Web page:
Let’s say you’ve planned a release date of next January for a software release. (Yes, I know, we’re assuming the whole Maya thing comes and goes without any impact on you or your customers.) The date has been set by management and marketing is pounding the ground to build up the public opinion momentum for rushing out to buy the next software version on that date. What’s the problem? The problem is that a fixed software release date can hurt customers, quality of the product and even your budget for the project. How so?
- A strict release date doesn’t offer extra time to fix bugs that are discovered. The development team can attempt patches without adequately testing them, target the worst problems and plan on fixing the less important bugs later, or plan on releasing a fix shortly hereafter while telling customers they are aware of the problems. In all three cases, the fixed release date acts like a brick wall that shatters product quality.
- Another solution to fixing bugs is finding the time to fix it. Meeting the strict deadline without hurting quality requires more overtime from existing staff or hiring contractors to help with the work. Both additional contractor labor beyond the planned head count and paid overtime to existing employees are more costly than a month of additional but standard 40 hour work weeks for the team. If overtime is not paid to employees, the demands of unpaid overtime can lead to employee burnout, high error rates or staff simply quitting.
- Meeting the schedule may be achieved by cutting short test cycles. Fewer test cycles or less rigorous testing catches the most obvious problems but reduces the odds of catching improbable ones. Product quality suffers as a result.
- Scope creep with additional requirements adds time and cost to software projects. When time is of the essence, the opposite occurs, with the scope of the project artificially constricted. Planned new features are dropped due to the inability to properly code it or debug it while teams focus on bug-fixes. Or features are added while long-awaited fixes may not be implemented due to resource and time constraints. Users then get the new but not so improved software on the planned release date. This hurts users’ opinion of software that the new product is not quite so improved.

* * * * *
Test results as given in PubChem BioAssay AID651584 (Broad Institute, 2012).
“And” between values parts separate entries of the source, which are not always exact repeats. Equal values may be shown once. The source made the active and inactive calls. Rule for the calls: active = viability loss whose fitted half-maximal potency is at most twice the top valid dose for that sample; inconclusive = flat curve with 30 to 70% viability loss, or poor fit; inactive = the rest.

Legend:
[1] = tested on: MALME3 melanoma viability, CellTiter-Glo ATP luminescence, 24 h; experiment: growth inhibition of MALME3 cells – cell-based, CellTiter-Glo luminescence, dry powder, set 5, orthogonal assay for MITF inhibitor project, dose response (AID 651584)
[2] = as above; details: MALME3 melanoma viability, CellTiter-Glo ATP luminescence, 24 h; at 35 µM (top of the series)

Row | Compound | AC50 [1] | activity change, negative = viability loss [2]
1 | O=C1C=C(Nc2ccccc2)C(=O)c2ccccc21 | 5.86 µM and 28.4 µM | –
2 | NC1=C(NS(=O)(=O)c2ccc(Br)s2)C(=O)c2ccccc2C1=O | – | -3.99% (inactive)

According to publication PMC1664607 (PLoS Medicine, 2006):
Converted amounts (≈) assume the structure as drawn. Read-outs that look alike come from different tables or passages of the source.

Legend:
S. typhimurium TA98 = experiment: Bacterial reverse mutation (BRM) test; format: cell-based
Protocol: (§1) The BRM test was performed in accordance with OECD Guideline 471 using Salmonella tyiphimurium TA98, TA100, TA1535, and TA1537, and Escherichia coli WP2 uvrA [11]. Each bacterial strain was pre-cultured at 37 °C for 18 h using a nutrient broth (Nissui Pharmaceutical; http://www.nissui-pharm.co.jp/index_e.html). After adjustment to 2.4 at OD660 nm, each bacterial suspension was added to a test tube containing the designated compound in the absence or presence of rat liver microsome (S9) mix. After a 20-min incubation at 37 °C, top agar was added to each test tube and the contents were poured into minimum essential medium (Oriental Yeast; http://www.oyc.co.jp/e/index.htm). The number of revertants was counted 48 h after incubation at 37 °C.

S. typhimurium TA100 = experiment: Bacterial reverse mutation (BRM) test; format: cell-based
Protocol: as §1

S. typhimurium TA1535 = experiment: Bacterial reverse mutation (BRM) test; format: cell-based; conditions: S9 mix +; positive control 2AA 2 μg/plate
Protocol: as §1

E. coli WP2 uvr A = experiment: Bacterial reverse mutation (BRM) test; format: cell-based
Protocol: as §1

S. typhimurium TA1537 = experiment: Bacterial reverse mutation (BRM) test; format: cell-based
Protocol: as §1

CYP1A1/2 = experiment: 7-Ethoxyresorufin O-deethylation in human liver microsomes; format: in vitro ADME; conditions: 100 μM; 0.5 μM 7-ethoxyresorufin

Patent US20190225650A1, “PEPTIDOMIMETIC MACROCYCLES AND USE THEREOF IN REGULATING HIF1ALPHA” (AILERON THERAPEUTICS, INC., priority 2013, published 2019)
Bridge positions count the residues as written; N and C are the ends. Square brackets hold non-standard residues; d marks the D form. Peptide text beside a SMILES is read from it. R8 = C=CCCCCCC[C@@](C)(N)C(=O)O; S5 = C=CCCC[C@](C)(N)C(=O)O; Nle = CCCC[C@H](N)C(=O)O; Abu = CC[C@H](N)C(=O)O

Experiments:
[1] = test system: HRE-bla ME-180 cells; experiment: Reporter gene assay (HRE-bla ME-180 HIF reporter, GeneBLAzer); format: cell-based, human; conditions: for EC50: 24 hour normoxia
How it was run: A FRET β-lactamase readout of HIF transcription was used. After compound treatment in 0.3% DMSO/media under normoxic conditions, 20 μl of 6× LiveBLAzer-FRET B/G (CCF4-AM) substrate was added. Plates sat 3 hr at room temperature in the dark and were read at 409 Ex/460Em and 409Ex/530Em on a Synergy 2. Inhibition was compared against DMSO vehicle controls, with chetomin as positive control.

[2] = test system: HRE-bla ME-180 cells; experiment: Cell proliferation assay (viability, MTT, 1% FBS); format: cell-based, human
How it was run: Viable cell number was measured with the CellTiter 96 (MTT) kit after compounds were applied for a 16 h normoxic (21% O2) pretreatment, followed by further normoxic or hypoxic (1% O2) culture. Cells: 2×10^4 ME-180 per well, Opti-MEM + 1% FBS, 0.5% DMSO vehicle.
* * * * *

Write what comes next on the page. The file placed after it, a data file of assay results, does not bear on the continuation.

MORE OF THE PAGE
- Setting strict software release dates without regard to actual software development time can put performance pressure on all areas of the software development chain. Two of the final areas of software development are user documentation and technical support. When the software development is not completed until the release date, user documentation cannot be completed until after the release date. Users may be given older versions of software support documentation and told to refer online to the updated versions to be created. Technical support teams are also left to struggle with incomplete or inaccurate support information. When software development runs up to the wire, users are left suffering with inadequate documentation and software support at the time they are most likely to need it, in the right after the software release or the “hyper-care” period.